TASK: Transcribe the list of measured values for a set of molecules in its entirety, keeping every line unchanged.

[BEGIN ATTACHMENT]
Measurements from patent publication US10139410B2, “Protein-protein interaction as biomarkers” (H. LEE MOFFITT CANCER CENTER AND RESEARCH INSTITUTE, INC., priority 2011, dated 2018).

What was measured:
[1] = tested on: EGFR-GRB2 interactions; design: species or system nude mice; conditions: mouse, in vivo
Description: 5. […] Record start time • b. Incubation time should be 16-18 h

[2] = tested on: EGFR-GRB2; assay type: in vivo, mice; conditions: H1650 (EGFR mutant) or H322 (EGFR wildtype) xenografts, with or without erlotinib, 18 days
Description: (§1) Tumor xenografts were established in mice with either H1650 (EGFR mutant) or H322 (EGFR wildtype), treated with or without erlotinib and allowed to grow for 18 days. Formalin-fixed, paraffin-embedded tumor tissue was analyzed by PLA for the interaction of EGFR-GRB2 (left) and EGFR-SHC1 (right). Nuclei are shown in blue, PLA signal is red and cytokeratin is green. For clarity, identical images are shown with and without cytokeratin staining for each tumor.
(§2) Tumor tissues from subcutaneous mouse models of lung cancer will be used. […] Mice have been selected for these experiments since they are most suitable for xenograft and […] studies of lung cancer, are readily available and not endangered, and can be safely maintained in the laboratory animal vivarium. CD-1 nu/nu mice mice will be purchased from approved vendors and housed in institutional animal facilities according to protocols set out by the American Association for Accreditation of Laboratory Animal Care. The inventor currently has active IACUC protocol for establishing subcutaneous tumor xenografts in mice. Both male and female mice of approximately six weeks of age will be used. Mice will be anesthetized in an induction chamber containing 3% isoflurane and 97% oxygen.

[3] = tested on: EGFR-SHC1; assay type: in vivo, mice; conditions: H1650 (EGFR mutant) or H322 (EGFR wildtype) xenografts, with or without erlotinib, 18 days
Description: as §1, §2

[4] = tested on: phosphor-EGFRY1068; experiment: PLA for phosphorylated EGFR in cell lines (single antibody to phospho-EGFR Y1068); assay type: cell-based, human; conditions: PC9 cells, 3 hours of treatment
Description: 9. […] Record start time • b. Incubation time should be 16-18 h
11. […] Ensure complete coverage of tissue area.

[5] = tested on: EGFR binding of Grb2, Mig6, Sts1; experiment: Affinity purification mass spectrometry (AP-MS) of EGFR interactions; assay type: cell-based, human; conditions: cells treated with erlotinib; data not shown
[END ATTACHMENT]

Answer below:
Measurements from patent publication US10139410B2, “Protein-protein interaction as biomarkers” (H. LEE MOFFITT CANCER CENTER AND RESEARCH INSTITUTE, INC., priority 2011, dated 2018).

What was measured:
[1] = tested on: EGFR-GRB2 interactions; design: species or system nude mice; conditions: mouse, in vivo
Description: 5. […] Record start time • b. Incubation time should be 16-18 h

[2] = tested on: EGFR-GRB2; assay type: in vivo, mice; conditions: H1650 (EGFR mutant) or H322 (EGFR wildtype) xenografts, with or without erlotinib, 18 days
Description: (§1) Tumor xenografts were established in mice with either H1650 (EGFR mutant) or H322 (EGFR wildtype), treated with or without erlotinib and allowed to grow for 18 days. Formalin-fixed, paraffin-embedded tumor tissue was analyzed by PLA for the interaction of EGFR-GRB2 (left) and EGFR-SHC1 (right). Nuclei are shown in blue, PLA signal is red and cytokeratin is green. For clarity, identical images are shown with and without cytokeratin staining for each tumor.
(§2) Tumor tissues from subcutaneous mouse models of lung cancer will be used. […] Mice have been selected for these experiments since they are most suitable for xenograft and […] studies of lung cancer, are readily available and not endangered, and can be safely maintained in the laboratory animal vivarium. CD-1 nu/nu mice mice will be purchased from approved vendors and housed in institutional animal facilities according to protocols set out by the American Association for Accreditation of Laboratory Animal Care. The inventor currently has active IACUC protocol for establishing subcutaneous tumor xenografts in mice. Both male and female mice of approximately six weeks of age will be used. Mice will be anesthetized in an induction chamber containing 3% isoflurane and 97% oxygen.

[3] = tested on: EGFR-SHC1; assay type: in vivo, mice; conditions: H1650 (EGFR mutant) or H322 (EGFR wildtype) xenografts, with or without erlotinib, 18 days
Description: as §1, §2

[4] = tested on: phosphor-EGFRY1068; experiment: PLA for phosphorylated EGFR in cell lines (single antibody to phospho-EGFR Y1068); assay type: cell-based, human; conditions: PC9 cells, 3 hours of treatment
Description: 9. […] Record start time • b. Incubation time should be 16-18 h
11. […] Ensure complete coverage of tissue area.

[5] = tested on: EGFR binding of Grb2, Mig6, Sts1; experiment: Affinity purification mass spectrometry (AP-MS) of EGFR interactions; assay type: cell-based, human; conditions: cells treated with erlotinib; data not shown